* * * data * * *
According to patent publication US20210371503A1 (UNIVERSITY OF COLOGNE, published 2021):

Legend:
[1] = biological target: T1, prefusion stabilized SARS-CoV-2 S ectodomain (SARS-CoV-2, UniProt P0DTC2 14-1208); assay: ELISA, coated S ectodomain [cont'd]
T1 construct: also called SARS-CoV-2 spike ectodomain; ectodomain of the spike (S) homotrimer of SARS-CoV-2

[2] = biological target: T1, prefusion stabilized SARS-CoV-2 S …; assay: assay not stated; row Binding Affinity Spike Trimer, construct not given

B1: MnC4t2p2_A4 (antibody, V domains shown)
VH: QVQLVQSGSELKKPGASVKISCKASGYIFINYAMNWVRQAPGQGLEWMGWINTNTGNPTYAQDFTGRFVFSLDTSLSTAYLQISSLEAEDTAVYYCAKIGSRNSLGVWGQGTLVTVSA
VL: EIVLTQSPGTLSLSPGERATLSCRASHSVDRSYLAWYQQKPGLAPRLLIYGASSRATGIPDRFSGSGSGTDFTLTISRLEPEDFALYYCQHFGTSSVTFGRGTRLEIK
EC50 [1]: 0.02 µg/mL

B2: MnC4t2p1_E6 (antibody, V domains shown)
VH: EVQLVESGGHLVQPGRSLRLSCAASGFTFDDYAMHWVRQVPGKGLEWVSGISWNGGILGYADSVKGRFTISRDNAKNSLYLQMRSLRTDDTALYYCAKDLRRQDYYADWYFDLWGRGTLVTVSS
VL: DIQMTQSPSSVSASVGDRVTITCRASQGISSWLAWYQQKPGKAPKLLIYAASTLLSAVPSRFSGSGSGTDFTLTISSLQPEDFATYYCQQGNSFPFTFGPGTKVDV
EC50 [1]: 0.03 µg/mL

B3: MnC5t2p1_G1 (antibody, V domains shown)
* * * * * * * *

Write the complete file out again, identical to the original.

According to patent publication US20210371503A1 (UNIVERSITY OF COLOGNE, published 2021):

Legend:
[1] = biological target: T1, prefusion stabilized SARS-CoV-2 S ectodomain (SARS-CoV-2, UniProt P0DTC2 14-1208); assay: ELISA, coated S ectodomain [cont'd]
T1 construct: also called SARS-CoV-2 spike ectodomain; ectodomain of the spike (S) homotrimer of SARS-CoV-2

[2] = biological target: T1, prefusion stabilized SARS-CoV-2 S …; assay: assay not stated; row Binding Affinity Spike Trimer, construct not given

B1: MnC4t2p2_A4 (antibody, V domains shown)
VH: QVQLVQSGSELKKPGASVKISCKASGYIFINYAMNWVRQAPGQGLEWMGWINTNTGNPTYAQDFTGRFVFSLDTSLSTAYLQISSLEAEDTAVYYCAKIGSRNSLGVWGQGTLVTVSA
VL: EIVLTQSPGTLSLSPGERATLSCRASHSVDRSYLAWYQQKPGLAPRLLIYGASSRATGIPDRFSGSGSGTDFTLTISRLEPEDFALYYCQHFGTSSVTFGRGTRLEIK
EC50 [1]: 0.02 µg/mL

B2: MnC4t2p1_E6 (antibody, V domains shown)
VH: EVQLVESGGHLVQPGRSLRLSCAASGFTFDDYAMHWVRQVPGKGLEWVSGISWNGGILGYADSVKGRFTISRDNAKNSLYLQMRSLRTDDTALYYCAKDLRRQDYYADWYFDLWGRGTLVTVSS
VL: DIQMTQSPSSVSASVGDRVTITCRASQGISSWLAWYQQKPGKAPKLLIYAASTLLSAVPSRFSGSGSGTDFTLTISSLQPEDFATYYCQQGNSFPFTFGPGTKVDV
EC50 [1]: 0.03 µg/mL

B3: MnC5t2p1_G1 (antibody, V domains shown)